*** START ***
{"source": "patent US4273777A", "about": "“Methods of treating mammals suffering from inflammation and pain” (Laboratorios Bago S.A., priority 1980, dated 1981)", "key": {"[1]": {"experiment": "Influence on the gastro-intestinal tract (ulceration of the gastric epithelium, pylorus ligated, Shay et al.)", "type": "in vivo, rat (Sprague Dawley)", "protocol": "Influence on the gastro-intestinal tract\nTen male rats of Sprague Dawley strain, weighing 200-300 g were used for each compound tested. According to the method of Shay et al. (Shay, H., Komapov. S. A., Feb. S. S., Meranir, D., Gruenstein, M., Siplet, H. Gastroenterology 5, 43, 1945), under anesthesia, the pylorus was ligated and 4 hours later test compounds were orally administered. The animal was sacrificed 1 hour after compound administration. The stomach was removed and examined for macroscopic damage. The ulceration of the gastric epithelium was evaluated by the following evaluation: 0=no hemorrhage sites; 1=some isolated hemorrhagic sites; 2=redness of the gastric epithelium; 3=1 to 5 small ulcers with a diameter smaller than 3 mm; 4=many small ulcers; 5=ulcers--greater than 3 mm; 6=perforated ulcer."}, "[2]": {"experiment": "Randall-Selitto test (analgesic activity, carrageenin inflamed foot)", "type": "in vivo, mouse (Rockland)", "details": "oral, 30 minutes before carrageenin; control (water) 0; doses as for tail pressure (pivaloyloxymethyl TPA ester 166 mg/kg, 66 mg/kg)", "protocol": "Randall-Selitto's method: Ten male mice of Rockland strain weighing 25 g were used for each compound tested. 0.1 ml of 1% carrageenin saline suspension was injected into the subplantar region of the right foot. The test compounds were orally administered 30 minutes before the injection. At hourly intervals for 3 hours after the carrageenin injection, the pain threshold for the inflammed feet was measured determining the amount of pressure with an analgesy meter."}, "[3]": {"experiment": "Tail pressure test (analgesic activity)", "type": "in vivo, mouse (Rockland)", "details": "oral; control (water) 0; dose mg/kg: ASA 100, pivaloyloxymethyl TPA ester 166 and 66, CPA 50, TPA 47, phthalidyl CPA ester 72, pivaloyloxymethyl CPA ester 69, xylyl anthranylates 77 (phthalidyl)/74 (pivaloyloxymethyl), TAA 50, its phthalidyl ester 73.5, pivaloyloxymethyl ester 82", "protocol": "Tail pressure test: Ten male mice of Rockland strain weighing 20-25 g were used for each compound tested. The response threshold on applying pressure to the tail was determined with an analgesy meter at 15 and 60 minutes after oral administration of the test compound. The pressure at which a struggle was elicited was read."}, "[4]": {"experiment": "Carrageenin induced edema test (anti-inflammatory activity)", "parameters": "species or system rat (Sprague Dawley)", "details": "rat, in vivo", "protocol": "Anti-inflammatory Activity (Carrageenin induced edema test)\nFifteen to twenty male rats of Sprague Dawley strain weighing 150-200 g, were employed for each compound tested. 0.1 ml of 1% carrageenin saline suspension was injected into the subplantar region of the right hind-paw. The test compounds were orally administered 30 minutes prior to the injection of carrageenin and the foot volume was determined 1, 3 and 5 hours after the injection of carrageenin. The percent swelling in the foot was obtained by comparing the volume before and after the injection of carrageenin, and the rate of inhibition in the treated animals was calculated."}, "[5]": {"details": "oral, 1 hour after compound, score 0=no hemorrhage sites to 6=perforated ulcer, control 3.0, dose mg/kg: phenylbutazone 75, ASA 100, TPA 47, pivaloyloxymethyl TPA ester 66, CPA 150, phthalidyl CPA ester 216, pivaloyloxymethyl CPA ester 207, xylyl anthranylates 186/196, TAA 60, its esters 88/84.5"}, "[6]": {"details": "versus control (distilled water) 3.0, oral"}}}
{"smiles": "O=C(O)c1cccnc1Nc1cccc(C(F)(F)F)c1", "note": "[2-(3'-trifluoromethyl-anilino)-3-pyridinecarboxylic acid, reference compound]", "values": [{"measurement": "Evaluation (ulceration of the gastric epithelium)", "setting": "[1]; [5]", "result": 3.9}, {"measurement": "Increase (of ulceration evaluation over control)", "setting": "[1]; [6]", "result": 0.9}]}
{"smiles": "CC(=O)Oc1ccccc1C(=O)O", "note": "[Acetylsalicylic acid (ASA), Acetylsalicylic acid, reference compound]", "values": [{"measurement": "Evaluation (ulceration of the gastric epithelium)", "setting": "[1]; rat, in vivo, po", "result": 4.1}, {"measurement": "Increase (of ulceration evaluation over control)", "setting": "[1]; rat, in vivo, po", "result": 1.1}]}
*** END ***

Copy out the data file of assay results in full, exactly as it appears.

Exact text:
{"source": "patent US4273777A", "about": "“Methods of treating mammals suffering from inflammation and pain” (Laboratorios Bago S.A., priority 1980, dated 1981)", "key": {"[1]": {"experiment": "Influence on the gastro-intestinal tract (ulceration of the gastric epithelium, pylorus ligated, Shay et al.)", "type": "in vivo, rat (Sprague Dawley)", "protocol": "Influence on the gastro-intestinal tract\nTen male rats of Sprague Dawley strain, weighing 200-300 g were used for each compound tested. According to the method of Shay et al. (Shay, H., Komapov. S. A., Feb. S. S., Meranir, D., Gruenstein, M., Siplet, H. Gastroenterology 5, 43, 1945), under anesthesia, the pylorus was ligated and 4 hours later test compounds were orally administered. The animal was sacrificed 1 hour after compound administration. The stomach was removed and examined for macroscopic damage. The ulceration of the gastric epithelium was evaluated by the following evaluation: 0=no hemorrhage sites; 1=some isolated hemorrhagic sites; 2=redness of the gastric epithelium; 3=1 to 5 small ulcers with a diameter smaller than 3 mm; 4=many small ulcers; 5=ulcers--greater than 3 mm; 6=perforated ulcer."}, "[2]": {"experiment": "Randall-Selitto test (analgesic activity, carrageenin inflamed foot)", "type": "in vivo, mouse (Rockland)", "details": "oral, 30 minutes before carrageenin; control (water) 0; doses as for tail pressure (pivaloyloxymethyl TPA ester 166 mg/kg, 66 mg/kg)", "protocol": "Randall-Selitto's method: Ten male mice of Rockland strain weighing 25 g were used for each compound tested. 0.1 ml of 1% carrageenin saline suspension was injected into the subplantar region of the right foot. The test compounds were orally administered 30 minutes before the injection. At hourly intervals for 3 hours after the carrageenin injection, the pain threshold for the inflammed feet was measured determining the amount of pressure with an analgesy meter."}, "[3]": {"experiment": "Tail pressure test (analgesic activity)", "type": "in vivo, mouse (Rockland)", "details": "oral; control (water) 0; dose mg/kg: ASA 100, pivaloyloxymethyl TPA ester 166 and 66, CPA 50, TPA 47, phthalidyl CPA ester 72, pivaloyloxymethyl CPA ester 69, xylyl anthranylates 77 (phthalidyl)/74 (pivaloyloxymethyl), TAA 50, its phthalidyl ester 73.5, pivaloyloxymethyl ester 82", "protocol": "Tail pressure test: Ten male mice of Rockland strain weighing 20-25 g were used for each compound tested. The response threshold on applying pressure to the tail was determined with an analgesy meter at 15 and 60 minutes after oral administration of the test compound. The pressure at which a struggle was elicited was read."}, "[4]": {"experiment": "Carrageenin induced edema test (anti-inflammatory activity)", "parameters": "species or system rat (Sprague Dawley)", "details": "rat, in vivo", "protocol": "Anti-inflammatory Activity (Carrageenin induced edema test)\nFifteen to twenty male rats of Sprague Dawley strain weighing 150-200 g, were employed for each compound tested. 0.1 ml of 1% carrageenin saline suspension was injected into the subplantar region of the right hind-paw. The test compounds were orally administered 30 minutes prior to the injection of carrageenin and the foot volume was determined 1, 3 and 5 hours after the injection of carrageenin. The percent swelling in the foot was obtained by comparing the volume before and after the injection of carrageenin, and the rate of inhibition in the treated animals was calculated."}, "[5]": {"details": "oral, 1 hour after compound, score 0=no hemorrhage sites to 6=perforated ulcer, control 3.0, dose mg/kg: phenylbutazone 75, ASA 100, TPA 47, pivaloyloxymethyl TPA ester 66, CPA 150, phthalidyl CPA ester 216, pivaloyloxymethyl CPA ester 207, xylyl anthranylates 186/196, TAA 60, its esters 88/84.5"}, "[6]": {"details": "versus control (distilled water) 3.0, oral"}}}
{"smiles": "O=C(O)c1cccnc1Nc1cccc(C(F)(F)F)c1", "note": "[2-(3'-trifluoromethyl-anilino)-3-pyridinecarboxylic acid, reference compound]", "values": [{"measurement": "Evaluation (ulceration of the gastric epithelium)", "setting": "[1]; [5]", "result": 3.9}, {"measurement": "Increase (of ulceration evaluation over control)", "setting": "[1]; [6]", "result": 0.9}]}
{"smiles": "CC(=O)Oc1ccccc1C(=O)O", "note": "[Acetylsalicylic acid (ASA), Acetylsalicylic acid, reference compound]", "values": [{"measurement": "Evaluation (ulceration of the gastric epithelium)", "setting": "[1]; rat, in vivo, po", "result": 4.1}, {"measurement": "Increase (of ulceration evaluation over control)", "setting": "[1]; rat, in vivo, po", "result": 1.1}]}